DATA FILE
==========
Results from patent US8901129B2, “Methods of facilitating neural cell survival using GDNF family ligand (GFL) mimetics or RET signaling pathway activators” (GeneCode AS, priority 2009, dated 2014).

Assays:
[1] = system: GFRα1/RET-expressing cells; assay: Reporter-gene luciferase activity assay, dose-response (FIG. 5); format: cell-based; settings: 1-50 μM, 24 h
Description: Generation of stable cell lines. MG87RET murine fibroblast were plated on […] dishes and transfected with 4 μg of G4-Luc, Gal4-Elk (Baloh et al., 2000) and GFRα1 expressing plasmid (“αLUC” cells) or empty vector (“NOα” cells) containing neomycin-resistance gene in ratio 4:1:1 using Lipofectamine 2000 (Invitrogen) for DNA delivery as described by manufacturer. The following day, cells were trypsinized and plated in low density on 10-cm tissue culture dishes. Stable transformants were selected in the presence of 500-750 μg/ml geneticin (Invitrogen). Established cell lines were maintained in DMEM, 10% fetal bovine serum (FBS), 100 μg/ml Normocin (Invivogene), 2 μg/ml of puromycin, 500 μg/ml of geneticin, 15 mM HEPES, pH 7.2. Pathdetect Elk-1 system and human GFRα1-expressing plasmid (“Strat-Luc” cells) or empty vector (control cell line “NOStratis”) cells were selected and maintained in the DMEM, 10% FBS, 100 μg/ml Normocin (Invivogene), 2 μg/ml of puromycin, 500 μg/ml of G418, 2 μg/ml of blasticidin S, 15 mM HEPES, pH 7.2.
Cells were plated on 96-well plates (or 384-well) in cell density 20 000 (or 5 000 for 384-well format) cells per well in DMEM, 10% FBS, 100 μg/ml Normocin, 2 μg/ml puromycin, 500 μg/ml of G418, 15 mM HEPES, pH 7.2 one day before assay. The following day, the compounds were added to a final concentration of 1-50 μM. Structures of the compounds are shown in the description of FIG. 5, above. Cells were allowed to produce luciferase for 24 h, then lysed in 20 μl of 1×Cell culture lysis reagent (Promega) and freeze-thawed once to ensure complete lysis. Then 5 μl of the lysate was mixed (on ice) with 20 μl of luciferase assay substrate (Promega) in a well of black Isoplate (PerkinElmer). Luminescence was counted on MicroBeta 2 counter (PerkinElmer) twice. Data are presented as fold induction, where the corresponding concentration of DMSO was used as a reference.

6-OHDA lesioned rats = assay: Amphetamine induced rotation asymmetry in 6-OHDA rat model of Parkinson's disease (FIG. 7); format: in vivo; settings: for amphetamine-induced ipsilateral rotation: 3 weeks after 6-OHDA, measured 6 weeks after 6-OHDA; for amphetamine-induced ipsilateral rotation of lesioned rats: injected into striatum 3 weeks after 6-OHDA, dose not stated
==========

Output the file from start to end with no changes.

Results from patent US8901129B2, “Methods of facilitating neural cell survival using GDNF family ligand (GFL) mimetics or RET signaling pathway activators” (GeneCode AS, priority 2009, dated 2014).

Assays:
[1] = system: GFRα1/RET-expressing cells; assay: Reporter-gene luciferase activity assay, dose-response (FIG. 5); format: cell-based; settings: 1-50 μM, 24 h
Description: Generation of stable cell lines. MG87RET murine fibroblast were plated on […] dishes and transfected with 4 μg of G4-Luc, Gal4-Elk (Baloh et al., 2000) and GFRα1 expressing plasmid (“αLUC” cells) or empty vector (“NOα” cells) containing neomycin-resistance gene in ratio 4:1:1 using Lipofectamine 2000 (Invitrogen) for DNA delivery as described by manufacturer. The following day, cells were trypsinized and plated in low density on 10-cm tissue culture dishes. Stable transformants were selected in the presence of 500-750 μg/ml geneticin (Invitrogen). Established cell lines were maintained in DMEM, 10% fetal bovine serum (FBS), 100 μg/ml Normocin (Invivogene), 2 μg/ml of puromycin, 500 μg/ml of geneticin, 15 mM HEPES, pH 7.2. Pathdetect Elk-1 system and human GFRα1-expressing plasmid (“Strat-Luc” cells) or empty vector (control cell line “NOStratis”) cells were selected and maintained in the DMEM, 10% FBS, 100 μg/ml Normocin (Invivogene), 2 μg/ml of puromycin, 500 μg/ml of G418, 2 μg/ml of blasticidin S, 15 mM HEPES, pH 7.2.
Cells were plated on 96-well plates (or 384-well) in cell density 20 000 (or 5 000 for 384-well format) cells per well in DMEM, 10% FBS, 100 μg/ml Normocin, 2 μg/ml puromycin, 500 μg/ml of G418, 15 mM HEPES, pH 7.2 one day before assay. The following day, the compounds were added to a final concentration of 1-50 μM. Structures of the compounds are shown in the description of FIG. 5, above. Cells were allowed to produce luciferase for 24 h, then lysed in 20 μl of 1×Cell culture lysis reagent (Promega) and freeze-thawed once to ensure complete lysis. Then 5 μl of the lysate was mixed (on ice) with 20 μl of luciferase assay substrate (Promega) in a well of black Isoplate (PerkinElmer). Luminescence was counted on MicroBeta 2 counter (PerkinElmer) twice. Data are presented as fold induction, where the corresponding concentration of DMSO was used as a reference.

6-OHDA lesioned rats = assay: Amphetamine induced rotation asymmetry in 6-OHDA rat model of Parkinson's disease (FIG. 7); format: in vivo; settings: for amphetamine-induced ipsilateral rotation: 3 weeks after 6-OHDA, measured 6 weeks after 6-OHDA; for amphetamine-induced ipsilateral rotation of lesioned rats: injected into striatum 3 weeks after 6-OHDA, dose not stated